2. For fearful or pain-sensitive adults and children, let us know. We can administer a local anesthetic cream to the skin prior to the injection.

3. Hold your breath before and during the injection. This increases blood pressure which helps to decrease pain sensitivity.

4. Relax your muscles as much as possible before receiving the shot. Tensing up causes more pain both during and after the injection.

5. Apply either ice or a warm compress (try both to see which works best for you) to the site after the injection, and be sure to use your arm as much as possible in the ensuing hours to increase circulation.

6. If soreness persists after three days, call us! That’s why we’re here!

Earthing

Taking Off Your Shoes Might Be Good For Your Health, Research Suggests

So Earth is now a verb? It is if you believe the latest research on the positive health effects of slipping off your shoes and walking barefoot on the ground.

Something we all did as kids—and probably haven’t done much since—has been said to: reduce blood sugar levels by 31%; increase levels of immune-boosting globulins; increase concentrations of the thyroid hormone thyroxin; combat insomnia; speed wound healing and reduce pain.

Other claims for “Earthing” include higher energy levels and a better response to stress. Advocates contend that the exposure to the free electrons available when your feet touch the ground reduces inflammation in the body and thus impacts such varied ailments as diabetes, cardiovascular disease and thyroid disorders, among others.

Not bad for something that’s free and as simple as cloud-watching.

 

The term “Earthing” was coined by Clinton Ober who, with Dr. Stephen T. Sinatra, led the research into the effects of barefoot contact with the earth. It is based on the principle that our bodies’ electrical rhythms connect with the earth’s electrical field when we are in direct contact with the ground. It doesn’t work if you’re wearing shoes, because the soles interrupt the electrical connection.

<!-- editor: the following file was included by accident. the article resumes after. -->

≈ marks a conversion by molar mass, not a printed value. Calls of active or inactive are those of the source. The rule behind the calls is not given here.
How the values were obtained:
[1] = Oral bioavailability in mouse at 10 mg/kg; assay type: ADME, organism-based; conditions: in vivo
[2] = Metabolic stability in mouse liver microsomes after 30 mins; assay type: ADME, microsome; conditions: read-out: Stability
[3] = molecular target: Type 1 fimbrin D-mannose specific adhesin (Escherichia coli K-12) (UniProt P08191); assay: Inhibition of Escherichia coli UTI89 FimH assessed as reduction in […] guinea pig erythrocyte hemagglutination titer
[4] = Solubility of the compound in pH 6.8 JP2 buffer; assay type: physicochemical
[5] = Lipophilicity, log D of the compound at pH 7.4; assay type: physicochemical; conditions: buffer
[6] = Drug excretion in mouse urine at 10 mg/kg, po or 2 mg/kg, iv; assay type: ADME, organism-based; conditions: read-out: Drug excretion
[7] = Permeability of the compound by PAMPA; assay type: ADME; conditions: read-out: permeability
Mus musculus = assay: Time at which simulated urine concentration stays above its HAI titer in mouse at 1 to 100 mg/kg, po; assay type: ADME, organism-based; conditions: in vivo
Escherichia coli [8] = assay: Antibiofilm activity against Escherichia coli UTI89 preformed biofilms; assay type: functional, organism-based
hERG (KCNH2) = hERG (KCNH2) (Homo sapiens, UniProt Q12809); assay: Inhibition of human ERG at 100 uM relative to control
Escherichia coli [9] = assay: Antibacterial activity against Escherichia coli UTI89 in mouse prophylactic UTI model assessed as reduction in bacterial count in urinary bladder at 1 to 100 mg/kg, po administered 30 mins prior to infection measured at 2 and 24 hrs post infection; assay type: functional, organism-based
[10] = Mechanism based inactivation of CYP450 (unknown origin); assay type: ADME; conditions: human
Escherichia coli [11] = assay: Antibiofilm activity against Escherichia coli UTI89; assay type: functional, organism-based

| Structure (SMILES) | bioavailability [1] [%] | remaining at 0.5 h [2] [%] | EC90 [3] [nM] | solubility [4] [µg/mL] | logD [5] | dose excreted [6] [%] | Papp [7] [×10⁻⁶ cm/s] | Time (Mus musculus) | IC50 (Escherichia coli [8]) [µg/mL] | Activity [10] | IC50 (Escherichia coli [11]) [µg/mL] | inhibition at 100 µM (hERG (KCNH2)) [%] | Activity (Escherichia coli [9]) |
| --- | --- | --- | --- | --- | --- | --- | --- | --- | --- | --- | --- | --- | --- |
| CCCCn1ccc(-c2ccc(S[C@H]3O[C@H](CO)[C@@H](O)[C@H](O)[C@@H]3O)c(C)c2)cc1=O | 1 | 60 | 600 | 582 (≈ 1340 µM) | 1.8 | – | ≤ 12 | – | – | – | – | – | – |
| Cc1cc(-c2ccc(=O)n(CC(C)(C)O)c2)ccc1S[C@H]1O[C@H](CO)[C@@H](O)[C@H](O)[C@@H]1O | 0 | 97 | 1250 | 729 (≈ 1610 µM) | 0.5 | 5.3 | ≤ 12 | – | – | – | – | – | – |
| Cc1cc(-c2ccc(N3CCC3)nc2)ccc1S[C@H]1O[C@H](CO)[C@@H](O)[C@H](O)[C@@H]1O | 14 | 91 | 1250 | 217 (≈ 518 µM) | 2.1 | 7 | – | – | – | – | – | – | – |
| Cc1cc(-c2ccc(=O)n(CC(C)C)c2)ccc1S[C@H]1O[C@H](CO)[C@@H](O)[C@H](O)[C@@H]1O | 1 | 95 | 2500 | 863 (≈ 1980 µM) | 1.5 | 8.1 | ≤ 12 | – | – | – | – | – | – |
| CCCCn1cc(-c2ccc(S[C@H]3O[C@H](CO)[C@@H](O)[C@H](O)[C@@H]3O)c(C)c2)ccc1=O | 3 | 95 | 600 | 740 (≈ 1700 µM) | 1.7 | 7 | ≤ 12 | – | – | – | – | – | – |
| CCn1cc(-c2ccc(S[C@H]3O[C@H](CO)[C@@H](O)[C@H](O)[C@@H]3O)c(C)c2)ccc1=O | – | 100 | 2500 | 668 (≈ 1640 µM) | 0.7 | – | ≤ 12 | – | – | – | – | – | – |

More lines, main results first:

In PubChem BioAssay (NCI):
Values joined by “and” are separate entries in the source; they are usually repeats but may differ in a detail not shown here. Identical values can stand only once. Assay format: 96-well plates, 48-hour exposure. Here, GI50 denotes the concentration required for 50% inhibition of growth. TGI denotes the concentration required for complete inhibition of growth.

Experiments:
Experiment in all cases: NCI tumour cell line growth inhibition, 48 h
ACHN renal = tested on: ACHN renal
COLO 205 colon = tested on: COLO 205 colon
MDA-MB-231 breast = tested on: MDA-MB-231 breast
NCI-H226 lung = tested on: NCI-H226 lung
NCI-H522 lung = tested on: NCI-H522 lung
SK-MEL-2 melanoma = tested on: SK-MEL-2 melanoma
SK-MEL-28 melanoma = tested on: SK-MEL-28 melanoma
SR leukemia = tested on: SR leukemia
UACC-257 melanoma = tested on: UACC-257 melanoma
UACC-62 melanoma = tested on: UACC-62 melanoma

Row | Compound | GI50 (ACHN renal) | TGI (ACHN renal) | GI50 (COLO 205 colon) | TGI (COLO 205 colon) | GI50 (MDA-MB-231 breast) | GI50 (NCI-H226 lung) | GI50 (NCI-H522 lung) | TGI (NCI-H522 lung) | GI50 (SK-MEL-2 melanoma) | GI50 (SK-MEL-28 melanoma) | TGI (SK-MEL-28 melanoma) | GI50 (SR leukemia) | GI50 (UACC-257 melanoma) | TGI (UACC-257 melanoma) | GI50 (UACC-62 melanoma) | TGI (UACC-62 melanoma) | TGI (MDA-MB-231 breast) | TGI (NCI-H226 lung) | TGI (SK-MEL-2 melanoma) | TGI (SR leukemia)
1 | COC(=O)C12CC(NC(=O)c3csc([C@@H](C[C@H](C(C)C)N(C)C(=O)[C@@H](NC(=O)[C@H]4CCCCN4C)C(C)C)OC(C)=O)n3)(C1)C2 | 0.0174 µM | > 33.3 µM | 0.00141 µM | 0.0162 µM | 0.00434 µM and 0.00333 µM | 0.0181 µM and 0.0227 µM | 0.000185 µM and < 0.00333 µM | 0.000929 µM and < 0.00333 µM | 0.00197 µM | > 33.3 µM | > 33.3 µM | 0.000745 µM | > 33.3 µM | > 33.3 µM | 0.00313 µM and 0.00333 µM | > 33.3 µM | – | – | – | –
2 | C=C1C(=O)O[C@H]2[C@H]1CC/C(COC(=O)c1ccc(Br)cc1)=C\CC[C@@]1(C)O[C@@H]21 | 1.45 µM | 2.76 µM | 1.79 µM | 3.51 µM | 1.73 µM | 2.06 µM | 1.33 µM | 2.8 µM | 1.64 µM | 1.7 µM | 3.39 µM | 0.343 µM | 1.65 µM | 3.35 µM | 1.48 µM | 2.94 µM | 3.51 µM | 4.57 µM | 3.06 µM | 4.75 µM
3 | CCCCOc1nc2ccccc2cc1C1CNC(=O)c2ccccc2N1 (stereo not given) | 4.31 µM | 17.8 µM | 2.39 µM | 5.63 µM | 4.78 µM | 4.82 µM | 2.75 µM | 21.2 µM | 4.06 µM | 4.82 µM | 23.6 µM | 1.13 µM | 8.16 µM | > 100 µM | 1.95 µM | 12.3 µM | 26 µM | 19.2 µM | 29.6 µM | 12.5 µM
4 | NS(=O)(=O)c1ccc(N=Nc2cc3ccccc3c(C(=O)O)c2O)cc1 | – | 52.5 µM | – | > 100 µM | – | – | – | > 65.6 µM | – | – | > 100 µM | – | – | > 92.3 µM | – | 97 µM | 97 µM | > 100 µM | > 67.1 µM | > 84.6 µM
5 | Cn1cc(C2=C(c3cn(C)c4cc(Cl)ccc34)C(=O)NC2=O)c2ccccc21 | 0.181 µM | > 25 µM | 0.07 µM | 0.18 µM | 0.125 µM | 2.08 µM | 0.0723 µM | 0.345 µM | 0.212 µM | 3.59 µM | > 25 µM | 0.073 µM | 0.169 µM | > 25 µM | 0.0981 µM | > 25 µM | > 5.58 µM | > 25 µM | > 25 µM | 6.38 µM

Scientists have known for decades that the surface of the Earth releases a supply of free and mobile electrons in unlimited quantities. What they’ve discovered in the last few years is that, when your skin comes into contact with the ground, millions of these negatively charged particles are released into your body, according to Sinatra.

While some critics (such as Dr. Andrew Weil) advocate more research to confirm the many claims for the benefits of Earthing, most say it can’t hurt to try it. Which is all its proponents are suggesting.

What does this mean for you? It means that, for the price of slipping off your shoes and standing on the earth, you may be able to improve your well-being in ways you wouldn’t think of.

 

Here are the basics of Earthing:

  1. Water is a conductor, so if possible try to walk on wet grass or sand. Salt water conducts better than rain, dew or pool water, so if you can walk on the beach, so much the better.
  2. The sole of the foot has more nerve endings, inch for inch, than any other part of the body, so while it will be beneficial to place any part of the body on the ground, contacting the earth with the soles of the feet will give the most satisfactory results.
  3. If you’re worried about stepping on bees, fire ants or other hidden hazards while walking, get a lawn chair and sit in a single spot and read a book or listen to music. The important thing is to make bare-skin contact with the earth.
  4. Try to “Earth” at least 40 minutes a day, if possible, but any amount of time should produce noticeable results. The more you do it, the faster you’ll see the effects.

Chee-What? The Scoop On Qigong

You may not have heard of qigong (pronounced “chee-kung”), but you’re almost certainly familiar with tai chi, the ancient form of Chinese exercise. Qi (sometimes spelled “chi”) means breath or energy, and gong means work. So qigong means energy or breath work, and tai chi is the moving or exercise form of qigong. Unlike tai chi, however, qigong is not related to the martial arts.

While self-treatment should never replace competent medical care, the practice of qigong may complement whatever treatment you’re receiving from your doctor.

It entails specific body postures, gentle movement, rhythmic breathing and visualization. The gentle, flowing qigong exercises can help calm the body and mind, as well as replenish energy depleted by day-to-day stress, poor health habits, or illness. It has been reported to benefit such diverse conditions as depression and anxiety, headaches and other chronic pain, addictions, insomnia, and heart ailments, including high blood pressure. It also has been shown to improve circulation, balance and muscle control. Studies done at the University of California, Irvine, have shown that the practice of qigong increases both alpha waves in the brain, which are calming, and beta waves, which help to sharpen focus.

Not bad for a low-impact, equipment-free, low-cost or even free activity!